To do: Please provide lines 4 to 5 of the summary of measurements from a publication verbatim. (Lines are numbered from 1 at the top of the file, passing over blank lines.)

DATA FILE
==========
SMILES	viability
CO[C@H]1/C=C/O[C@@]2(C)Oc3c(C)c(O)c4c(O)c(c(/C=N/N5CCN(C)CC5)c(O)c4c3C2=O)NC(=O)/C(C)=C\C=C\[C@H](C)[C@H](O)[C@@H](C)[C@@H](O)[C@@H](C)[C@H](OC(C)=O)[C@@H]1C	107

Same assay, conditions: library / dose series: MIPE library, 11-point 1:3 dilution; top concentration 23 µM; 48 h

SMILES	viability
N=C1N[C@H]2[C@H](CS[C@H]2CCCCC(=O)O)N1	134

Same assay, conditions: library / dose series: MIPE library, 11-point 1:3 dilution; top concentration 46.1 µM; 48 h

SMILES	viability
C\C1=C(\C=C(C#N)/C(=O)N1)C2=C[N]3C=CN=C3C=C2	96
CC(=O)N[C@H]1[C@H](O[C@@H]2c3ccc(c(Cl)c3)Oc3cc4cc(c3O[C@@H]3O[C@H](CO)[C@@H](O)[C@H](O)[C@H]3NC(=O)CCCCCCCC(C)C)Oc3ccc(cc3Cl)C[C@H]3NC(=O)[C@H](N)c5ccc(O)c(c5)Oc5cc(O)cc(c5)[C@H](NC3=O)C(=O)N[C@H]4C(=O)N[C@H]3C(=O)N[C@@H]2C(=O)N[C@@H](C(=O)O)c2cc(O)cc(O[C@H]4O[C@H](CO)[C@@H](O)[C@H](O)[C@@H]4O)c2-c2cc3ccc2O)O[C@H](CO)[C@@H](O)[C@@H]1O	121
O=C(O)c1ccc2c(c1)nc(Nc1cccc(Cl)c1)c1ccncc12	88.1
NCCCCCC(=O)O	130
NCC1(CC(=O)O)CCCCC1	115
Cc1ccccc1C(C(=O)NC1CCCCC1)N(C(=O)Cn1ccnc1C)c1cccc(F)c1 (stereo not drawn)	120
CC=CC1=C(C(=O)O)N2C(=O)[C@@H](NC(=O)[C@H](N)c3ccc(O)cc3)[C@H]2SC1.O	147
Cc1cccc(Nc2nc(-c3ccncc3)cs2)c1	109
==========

SMILES	viability
N=C1N[C@H]2[C@H](CS[C@H]2CCCCC(=O)O)N1	134